Glaucoma is a condition in which fluid build-up inside the eye causes damage to the optic nerve, which leads to gradual loss of vision. It is one of the leading causes of preventable blindness in the United States. Glaucoma is much more common with increasing age, diabetes, African-American race, and in patients with a family history of glaucoma.
Although the cause of glaucoma is not completely understood, the most common problem is that the fluid produced by the eye does not drain properly due to a blockage in the drainage system. This causes the eye pressure to be higher than normal (>21 mm Hg). Over time, the elevated eye pressure damages the optic nerve in the back of the eye. When the nerve becomes damaged, first the peripheral (side) vision is lost. If the high pressure remains untreated over time, the central vision is also lost, leading to blindness.
The commonest type of glaucoma is chronic open angle glaucoma. In this form, there are no symptoms until the disease is advanced. This is why routine eye examinations to screen for glaucoma are so important. At Akler Eye Center in Dearborn and Sterling Heights MI, a screening eye exam includes measurement of the eye pressure with a Goldmann tonometer (no air puff used). This is most accurate method to measure the eye pressure. The optic nerve is then carefully examined by Dr. Michelle Akler for signs of glaucoma damage. If any signs of glaucoma are present, further screening tests will be recommended.
The testing for glaucoma includes a visual field examination, optical coherence tomography (OCT) of the optic nerve head, and measurement of the corneal thickness. A visual field test measures how complete the side vision is. The patient sits in a machine with a large white dome. With one eye at a time, the patient looks at the central light and pushes buttons when lights are presented off to the side. OCT involves taking computerized pictures of the optic nerve and comparing them to other patients of the same age and gender. Measuring the corneal thickness helps Dr. Akler better interpret the eye pressure.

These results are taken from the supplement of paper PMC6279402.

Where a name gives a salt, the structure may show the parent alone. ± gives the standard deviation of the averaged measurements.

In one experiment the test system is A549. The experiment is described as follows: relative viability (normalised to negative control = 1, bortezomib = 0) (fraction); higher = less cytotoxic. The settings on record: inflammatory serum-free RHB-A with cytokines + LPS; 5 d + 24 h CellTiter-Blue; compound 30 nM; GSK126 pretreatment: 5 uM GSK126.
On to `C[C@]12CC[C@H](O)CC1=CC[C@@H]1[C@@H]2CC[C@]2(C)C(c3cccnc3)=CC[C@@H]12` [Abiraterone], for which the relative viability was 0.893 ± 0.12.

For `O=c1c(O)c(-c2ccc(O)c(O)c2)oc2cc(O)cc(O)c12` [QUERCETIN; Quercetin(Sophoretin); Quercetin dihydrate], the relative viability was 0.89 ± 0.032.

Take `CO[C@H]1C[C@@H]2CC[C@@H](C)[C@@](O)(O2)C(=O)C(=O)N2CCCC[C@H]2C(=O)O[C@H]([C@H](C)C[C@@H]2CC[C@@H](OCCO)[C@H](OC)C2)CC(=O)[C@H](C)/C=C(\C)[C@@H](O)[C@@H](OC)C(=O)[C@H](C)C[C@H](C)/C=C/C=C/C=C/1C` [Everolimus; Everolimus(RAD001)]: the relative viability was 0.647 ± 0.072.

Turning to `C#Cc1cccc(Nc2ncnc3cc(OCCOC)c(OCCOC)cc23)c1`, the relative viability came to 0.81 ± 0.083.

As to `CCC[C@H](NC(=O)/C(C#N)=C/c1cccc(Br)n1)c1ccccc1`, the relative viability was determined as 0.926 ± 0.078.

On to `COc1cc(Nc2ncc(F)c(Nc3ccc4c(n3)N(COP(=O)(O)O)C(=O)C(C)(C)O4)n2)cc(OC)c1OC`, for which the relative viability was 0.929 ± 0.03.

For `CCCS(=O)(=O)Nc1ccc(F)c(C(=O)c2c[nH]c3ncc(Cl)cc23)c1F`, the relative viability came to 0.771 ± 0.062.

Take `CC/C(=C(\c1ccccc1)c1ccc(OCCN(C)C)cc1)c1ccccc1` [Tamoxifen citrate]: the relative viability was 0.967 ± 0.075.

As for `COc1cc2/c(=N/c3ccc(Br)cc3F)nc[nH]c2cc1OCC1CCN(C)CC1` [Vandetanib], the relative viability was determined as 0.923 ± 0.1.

The treatment options for chronic open angle glaucoma most commonly include eye drops or laser treatment to reduce the eye pressure. Medicated drops are placed in the eye up to 4 times daily to lower the eye pressure. Because glaucoma cannot be cured, the drops are required on a long-term basis. The laser treatment, known as selective laser trabeculoplasty (SLT) uses a gentle laser to increase the drainage of fluid out of the eye, therefore lowering the eye pressure. The treatment is painless and can be done in the office. SLT is a safe and effective alternative to medications and offers a long-term treatment for glaucoma.
Lumenis Selecta® Duet™ Laser
Advanced technology in-office laser treatment for glaucoma.
Acute angle closure glaucoma is a much less common form of glaucoma. It causes sudden pain in the eye, blurred vision, nausea and vomiting. If untreated rapid loss of vision occurs. The definitive treatment uses a laser to place a microscopic hole in the colored part of the eye (iris), which breaks the attack and immediately lowers the eye pressure.
Visual loss from glaucoma is preventable with early detection and treatment. Once glaucoma is diagnosed, the eyes should be monitored every 4-6 months. Akler Eye Center offers the most advanced forms of glaucoma screening and management to help you preserve your vision.